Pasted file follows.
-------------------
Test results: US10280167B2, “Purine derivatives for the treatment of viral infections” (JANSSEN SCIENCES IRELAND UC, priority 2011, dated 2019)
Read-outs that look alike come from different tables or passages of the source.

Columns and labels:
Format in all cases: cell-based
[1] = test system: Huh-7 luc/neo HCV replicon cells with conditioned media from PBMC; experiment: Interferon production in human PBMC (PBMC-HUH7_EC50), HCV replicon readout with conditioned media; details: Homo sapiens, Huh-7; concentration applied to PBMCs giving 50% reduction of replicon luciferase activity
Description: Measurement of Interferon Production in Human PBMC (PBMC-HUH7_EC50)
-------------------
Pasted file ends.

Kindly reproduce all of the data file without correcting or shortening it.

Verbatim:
Test results: US10280167B2, “Purine derivatives for the treatment of viral infections” (JANSSEN SCIENCES IRELAND UC, priority 2011, dated 2019)
Read-outs that look alike come from different tables or passages of the source.

Columns and labels:
Format in all cases: cell-based
[1] = test system: Huh-7 luc/neo HCV replicon cells with conditioned media from PBMC; experiment: Interferon production in human PBMC (PBMC-HUH7_EC50), HCV replicon readout with conditioned media; details: Homo sapiens, Huh-7; concentration applied to PBMCs giving 50% reduction of replicon luciferase activity
Description: Measurement of Interferon Production in Human PBMC (PBMC-HUH7_EC50)